My approach to artistic work is based on a career in photojournalism, including a decade covering UN peacekeeping missions in conflict zones, in South Sudan, the Democratic Republic of the Congo, Burundi, Timor-Leste and West Africa where I documented the Ebola crisis.
As a peacekeeping photographer I had flown almost weekly on UN helicopters on missions to remote places. I had learnt there was no better way of getting an understanding of unfamiliar terrain than to see it from above.
Outside of my work as a United Nations peacekeeping photographer, I decided to focus on more personal projects. In July 2015 I decided to fly over the salt lakes of the Western Australian Goldfields to photograph a series called Gungurrunga Ngawa (Look Above), as a sequel to my earlier books and the exhibition From Above, Margaret River Region which captured aerial views of the southwest region of Western Australia.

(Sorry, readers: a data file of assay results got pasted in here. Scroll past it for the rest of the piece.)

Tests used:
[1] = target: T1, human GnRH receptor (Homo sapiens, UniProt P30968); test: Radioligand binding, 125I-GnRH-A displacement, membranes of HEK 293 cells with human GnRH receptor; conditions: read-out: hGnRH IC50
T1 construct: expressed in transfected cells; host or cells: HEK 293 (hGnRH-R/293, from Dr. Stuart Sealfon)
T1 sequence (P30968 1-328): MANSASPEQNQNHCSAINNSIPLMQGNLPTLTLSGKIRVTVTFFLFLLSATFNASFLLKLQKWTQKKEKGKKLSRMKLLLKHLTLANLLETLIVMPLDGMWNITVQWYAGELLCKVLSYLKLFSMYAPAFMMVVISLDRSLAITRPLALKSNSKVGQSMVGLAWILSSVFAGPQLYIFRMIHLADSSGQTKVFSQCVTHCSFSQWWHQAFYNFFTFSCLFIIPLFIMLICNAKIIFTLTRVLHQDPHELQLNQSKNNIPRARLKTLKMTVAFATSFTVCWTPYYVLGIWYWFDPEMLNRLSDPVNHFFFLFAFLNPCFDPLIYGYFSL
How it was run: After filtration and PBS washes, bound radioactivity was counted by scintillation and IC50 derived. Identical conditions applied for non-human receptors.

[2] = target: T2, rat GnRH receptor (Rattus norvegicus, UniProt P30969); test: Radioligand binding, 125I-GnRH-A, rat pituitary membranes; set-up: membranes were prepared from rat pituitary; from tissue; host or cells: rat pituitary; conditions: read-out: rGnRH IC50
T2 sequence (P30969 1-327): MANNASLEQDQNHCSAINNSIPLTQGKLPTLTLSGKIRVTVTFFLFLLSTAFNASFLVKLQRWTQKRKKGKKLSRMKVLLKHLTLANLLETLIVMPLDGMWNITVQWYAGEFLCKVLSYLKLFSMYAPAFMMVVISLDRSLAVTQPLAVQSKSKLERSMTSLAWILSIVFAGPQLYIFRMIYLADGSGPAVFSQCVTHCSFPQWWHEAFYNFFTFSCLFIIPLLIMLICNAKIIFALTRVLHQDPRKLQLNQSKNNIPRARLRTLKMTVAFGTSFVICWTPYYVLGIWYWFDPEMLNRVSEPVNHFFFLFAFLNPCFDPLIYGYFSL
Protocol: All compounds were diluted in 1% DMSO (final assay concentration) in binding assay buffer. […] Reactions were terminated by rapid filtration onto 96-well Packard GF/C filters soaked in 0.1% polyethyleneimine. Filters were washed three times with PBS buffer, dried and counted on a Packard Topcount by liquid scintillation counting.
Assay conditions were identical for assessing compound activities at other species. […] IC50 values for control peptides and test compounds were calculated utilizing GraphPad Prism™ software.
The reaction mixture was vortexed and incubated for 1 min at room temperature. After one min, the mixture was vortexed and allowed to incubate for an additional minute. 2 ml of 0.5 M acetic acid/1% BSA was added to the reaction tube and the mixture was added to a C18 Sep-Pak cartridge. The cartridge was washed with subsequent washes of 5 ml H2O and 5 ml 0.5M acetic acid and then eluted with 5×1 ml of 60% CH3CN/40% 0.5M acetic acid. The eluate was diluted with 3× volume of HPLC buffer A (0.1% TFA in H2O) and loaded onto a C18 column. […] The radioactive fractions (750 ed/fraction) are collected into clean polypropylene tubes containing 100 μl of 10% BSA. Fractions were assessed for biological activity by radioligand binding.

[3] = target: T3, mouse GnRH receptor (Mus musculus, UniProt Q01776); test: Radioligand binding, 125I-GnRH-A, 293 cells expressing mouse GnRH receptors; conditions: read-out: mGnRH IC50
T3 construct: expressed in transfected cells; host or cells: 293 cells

No matter how many times I would study the internet maps of these regions to prepare for my photography flights, nothing would match the beauty of what I could see with my own eyes. By varying my flying altitude at different times of day and playing with the sun's angle I could capture striking colours and highlight unusual shapes and patterns.
My recent projects Ngala Wongga (Come Talk) - Cultural Significance of Languages in the Goldfields (exhibited across Western Australia with ART ON THE MOVE and at the Australian embassy in Paris for the International Year of Indigenous Languages in 2019) and Belong – Language connecting feeling, culture, country highlighting the importance of First Nations' languages currently exhibited at the WA Museum Boola Bardip in Perth until 30 January 2022.
I am truly lucky to call Western Australia home. I hope you enjoy this visual journey above this very special place.